One of Marisela’s prime objectives on this trip was seashell-hunting, which had been her favorite occupation during the DI tournament in the spring. With that in mind, we headed for the ferry to Port Aransas. The kids loved the short ferry ride, and there were shells aplenty all along the beach. Isaiah even found two jaw bones lined with sharp teeth that presumably once belonged to some kind of aquatic predator. The weather was so mild that there were a few swimmers out, but an abundance of beached jellyfish made the kids wary of getting too wet. They both waded for a while, but after more than a dozen jellyfish sightings, Marisela decided she simply wasn’t safe on the ground and Baba carried her on our way back to the car.

On our way back from beach-combing we stopped for a few last-minute Thanksgiving provisions. Any hope I might have had for Marisela falling asleep on the 20-minute drive back to camp was dashed by her enthusiasm over a fairy-themed juice bottle she acquired in a moment of parental weakness during the provisioning. Isaiah somehow managed to keep turning pages on Treasure Island while she chattered incessantly about fairies. Everyone got showered when we got back to camp and here is proof that Marisela did, at a few points, at least, wear something other than that frog shirt and khaki skirt, and that I did actually wash and comb her hair now and again:

We were all too worn out for a post-dinner walk that night, and we all pretty much went straight to bed. Andres was actually zipped up in his sleeping bag and sawing logs by the time I had the kids down, which I found a bit odd. Turns out there was a good reason for his fatigue – he was coming down with a cold.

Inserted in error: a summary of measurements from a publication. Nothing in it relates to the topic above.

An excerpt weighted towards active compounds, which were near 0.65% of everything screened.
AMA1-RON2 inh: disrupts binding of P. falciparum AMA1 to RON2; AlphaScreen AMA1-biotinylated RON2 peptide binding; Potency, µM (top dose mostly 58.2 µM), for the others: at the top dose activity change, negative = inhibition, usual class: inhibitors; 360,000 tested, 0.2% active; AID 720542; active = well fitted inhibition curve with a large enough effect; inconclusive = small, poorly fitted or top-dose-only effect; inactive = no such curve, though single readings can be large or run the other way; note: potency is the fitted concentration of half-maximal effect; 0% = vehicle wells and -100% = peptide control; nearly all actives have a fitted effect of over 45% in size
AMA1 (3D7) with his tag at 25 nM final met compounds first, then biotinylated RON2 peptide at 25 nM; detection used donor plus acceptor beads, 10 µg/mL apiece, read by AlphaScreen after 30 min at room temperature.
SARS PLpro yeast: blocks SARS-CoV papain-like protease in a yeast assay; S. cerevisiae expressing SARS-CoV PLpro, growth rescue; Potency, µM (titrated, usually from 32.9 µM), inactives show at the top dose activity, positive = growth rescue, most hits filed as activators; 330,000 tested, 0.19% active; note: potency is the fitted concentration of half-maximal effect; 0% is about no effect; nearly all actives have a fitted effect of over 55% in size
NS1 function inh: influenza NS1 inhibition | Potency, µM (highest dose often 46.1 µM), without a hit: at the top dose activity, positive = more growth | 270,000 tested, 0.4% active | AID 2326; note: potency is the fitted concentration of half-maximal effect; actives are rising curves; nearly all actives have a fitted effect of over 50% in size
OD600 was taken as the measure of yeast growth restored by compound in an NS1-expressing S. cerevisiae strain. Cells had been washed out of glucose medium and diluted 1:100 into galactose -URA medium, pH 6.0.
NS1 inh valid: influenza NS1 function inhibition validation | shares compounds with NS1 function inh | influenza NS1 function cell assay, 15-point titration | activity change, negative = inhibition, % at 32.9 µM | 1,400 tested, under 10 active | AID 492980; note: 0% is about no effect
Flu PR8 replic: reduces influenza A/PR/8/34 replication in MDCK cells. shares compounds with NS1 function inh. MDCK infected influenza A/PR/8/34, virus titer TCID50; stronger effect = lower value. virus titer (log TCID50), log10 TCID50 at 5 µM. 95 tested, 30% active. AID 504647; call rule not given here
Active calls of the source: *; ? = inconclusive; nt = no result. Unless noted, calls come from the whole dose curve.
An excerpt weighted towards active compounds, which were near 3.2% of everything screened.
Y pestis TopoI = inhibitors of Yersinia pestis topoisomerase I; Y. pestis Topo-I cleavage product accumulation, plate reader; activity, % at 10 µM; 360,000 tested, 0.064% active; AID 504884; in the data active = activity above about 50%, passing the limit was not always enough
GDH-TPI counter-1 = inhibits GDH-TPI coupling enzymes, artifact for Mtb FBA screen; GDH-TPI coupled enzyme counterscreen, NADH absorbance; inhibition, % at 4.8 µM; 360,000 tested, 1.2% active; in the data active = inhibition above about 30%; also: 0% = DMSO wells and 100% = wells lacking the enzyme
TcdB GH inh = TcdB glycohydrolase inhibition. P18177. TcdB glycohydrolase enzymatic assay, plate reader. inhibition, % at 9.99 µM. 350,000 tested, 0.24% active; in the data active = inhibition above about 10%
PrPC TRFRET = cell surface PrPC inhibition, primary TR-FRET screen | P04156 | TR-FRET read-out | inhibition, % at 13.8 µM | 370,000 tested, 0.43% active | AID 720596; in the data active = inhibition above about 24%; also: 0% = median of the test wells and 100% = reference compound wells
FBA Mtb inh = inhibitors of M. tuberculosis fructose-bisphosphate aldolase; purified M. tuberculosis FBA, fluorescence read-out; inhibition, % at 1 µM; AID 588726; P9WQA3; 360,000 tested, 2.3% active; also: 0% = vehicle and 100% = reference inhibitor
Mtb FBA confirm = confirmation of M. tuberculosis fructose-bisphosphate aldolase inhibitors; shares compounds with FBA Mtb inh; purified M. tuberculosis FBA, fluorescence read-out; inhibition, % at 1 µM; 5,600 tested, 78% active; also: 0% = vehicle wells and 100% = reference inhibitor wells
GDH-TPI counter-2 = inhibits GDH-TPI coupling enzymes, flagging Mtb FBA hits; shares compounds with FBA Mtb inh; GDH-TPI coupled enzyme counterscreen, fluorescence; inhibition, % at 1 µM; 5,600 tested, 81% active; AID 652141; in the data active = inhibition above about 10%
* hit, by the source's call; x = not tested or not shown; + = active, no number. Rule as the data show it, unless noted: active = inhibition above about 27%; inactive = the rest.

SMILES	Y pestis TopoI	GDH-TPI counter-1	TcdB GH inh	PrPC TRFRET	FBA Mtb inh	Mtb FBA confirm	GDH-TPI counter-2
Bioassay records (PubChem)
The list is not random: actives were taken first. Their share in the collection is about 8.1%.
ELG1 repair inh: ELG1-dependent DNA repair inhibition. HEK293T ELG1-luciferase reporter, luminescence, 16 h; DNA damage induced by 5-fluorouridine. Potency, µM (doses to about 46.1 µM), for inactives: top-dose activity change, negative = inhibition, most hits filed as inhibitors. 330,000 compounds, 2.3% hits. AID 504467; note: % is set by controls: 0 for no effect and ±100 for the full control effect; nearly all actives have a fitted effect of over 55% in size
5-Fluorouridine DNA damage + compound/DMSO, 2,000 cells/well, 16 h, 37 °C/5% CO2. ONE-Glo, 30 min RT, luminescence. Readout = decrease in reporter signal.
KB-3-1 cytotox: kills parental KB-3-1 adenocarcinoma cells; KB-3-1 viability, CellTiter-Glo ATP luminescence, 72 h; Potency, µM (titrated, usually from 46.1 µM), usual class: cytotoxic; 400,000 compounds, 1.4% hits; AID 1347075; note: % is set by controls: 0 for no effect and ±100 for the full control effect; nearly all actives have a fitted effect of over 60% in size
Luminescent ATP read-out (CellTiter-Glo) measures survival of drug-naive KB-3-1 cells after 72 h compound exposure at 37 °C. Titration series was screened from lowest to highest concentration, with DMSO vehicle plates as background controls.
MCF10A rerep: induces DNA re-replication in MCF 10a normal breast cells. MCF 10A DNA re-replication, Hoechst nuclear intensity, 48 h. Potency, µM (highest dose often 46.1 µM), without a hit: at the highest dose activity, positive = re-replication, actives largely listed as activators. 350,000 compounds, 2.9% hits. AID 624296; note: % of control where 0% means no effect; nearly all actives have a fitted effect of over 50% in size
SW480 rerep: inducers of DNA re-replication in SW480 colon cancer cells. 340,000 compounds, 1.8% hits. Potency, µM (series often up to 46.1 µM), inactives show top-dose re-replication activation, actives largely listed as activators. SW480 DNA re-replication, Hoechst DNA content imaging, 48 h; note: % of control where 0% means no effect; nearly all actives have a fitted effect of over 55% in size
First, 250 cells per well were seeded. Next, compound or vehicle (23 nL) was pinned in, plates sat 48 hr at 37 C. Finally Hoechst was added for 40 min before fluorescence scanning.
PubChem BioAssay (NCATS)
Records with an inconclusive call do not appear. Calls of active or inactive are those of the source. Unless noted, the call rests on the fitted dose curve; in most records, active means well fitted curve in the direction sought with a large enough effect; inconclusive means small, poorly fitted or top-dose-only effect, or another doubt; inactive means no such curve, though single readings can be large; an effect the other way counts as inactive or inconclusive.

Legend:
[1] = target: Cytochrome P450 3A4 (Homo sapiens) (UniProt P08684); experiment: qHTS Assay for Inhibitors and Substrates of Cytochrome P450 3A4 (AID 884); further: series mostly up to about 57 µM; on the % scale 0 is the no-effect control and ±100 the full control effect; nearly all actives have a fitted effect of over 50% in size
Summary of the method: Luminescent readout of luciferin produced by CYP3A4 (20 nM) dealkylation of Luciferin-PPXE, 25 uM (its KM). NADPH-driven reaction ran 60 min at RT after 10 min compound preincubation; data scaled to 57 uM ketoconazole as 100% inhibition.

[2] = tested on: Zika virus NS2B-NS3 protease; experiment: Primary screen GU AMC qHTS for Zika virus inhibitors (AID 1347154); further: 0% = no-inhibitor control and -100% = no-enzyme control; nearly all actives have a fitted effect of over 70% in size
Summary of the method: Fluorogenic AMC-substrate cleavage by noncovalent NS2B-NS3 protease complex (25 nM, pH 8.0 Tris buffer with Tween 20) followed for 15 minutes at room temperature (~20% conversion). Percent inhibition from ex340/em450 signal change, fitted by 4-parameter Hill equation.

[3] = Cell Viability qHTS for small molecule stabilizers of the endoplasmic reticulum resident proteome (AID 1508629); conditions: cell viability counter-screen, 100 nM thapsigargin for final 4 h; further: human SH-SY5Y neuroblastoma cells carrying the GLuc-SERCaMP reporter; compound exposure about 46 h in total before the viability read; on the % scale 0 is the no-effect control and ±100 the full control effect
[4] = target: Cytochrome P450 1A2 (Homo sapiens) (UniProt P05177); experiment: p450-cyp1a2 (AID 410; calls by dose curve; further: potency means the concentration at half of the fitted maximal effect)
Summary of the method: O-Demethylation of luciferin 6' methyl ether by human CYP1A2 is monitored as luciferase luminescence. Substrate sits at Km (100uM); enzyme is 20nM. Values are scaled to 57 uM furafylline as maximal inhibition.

The next day was Thanksgiving. Andres wasn’t feeling well, so he stuck to camp while I took the kids out to the fishing pier. We had Isaiah’s little fishing pole, which is more suited to ponds than to the ocean (Mari fished with that), and a loaner pole from the park headquarters. What we didn’t have was live bait, and being that it was Thanksgiving the bait stand near the pier was closed. We put on what the kids decided were our most appealing “little fake creatures” (Mari’s phrase for the lures) and started casting. Isaiah quickly developed quite an impressive casting arm and was getting his lure way out from the pier. Marisela was too short to be able to cast over the pier, so I cast for her and she reeled in. We had a respectable catch, I think, for ill-equipped city slickers. Isaiah hauled in an impressive conglomeration of oyster shells (no pearl, unfortunately) and Marisela nabbed herself a tiny little slippery thing I think might have been a baby shark.